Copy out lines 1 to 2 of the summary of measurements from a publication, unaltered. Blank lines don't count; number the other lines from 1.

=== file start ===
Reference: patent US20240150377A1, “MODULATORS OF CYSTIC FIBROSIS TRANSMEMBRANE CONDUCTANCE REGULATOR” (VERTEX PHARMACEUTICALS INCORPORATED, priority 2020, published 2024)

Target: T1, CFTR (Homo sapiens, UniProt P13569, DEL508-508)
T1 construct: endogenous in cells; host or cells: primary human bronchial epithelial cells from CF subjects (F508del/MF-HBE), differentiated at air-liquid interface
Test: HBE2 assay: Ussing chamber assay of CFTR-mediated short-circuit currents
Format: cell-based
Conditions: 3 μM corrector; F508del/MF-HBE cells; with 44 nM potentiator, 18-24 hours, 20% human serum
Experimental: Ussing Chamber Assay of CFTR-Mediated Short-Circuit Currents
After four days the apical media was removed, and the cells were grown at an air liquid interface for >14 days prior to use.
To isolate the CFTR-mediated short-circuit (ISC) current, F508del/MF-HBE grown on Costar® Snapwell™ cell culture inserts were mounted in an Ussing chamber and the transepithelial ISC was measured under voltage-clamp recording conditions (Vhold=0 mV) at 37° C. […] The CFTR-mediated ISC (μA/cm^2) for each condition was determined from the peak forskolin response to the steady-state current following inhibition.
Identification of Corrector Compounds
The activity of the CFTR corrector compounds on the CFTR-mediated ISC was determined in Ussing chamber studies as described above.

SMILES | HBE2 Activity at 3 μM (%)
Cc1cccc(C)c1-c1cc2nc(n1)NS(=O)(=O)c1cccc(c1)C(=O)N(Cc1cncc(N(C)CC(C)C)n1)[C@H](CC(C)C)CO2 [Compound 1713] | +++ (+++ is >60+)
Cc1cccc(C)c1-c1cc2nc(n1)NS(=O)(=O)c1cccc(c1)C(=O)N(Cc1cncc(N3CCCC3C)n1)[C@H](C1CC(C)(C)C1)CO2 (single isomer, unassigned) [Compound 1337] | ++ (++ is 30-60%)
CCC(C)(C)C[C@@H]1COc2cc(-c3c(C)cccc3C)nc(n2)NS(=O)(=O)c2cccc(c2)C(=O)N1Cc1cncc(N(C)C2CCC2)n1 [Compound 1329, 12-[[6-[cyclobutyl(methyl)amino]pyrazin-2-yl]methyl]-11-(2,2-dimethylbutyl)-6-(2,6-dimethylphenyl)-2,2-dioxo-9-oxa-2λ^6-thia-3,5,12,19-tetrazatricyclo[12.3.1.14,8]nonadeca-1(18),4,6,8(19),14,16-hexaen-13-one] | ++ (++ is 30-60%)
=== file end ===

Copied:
Reference: patent US20240150377A1, “MODULATORS OF CYSTIC FIBROSIS TRANSMEMBRANE CONDUCTANCE REGULATOR” (VERTEX PHARMACEUTICALS INCORPORATED, priority 2020, published 2024)

Target: T1, CFTR (Homo sapiens, UniProt P13569, DEL508-508)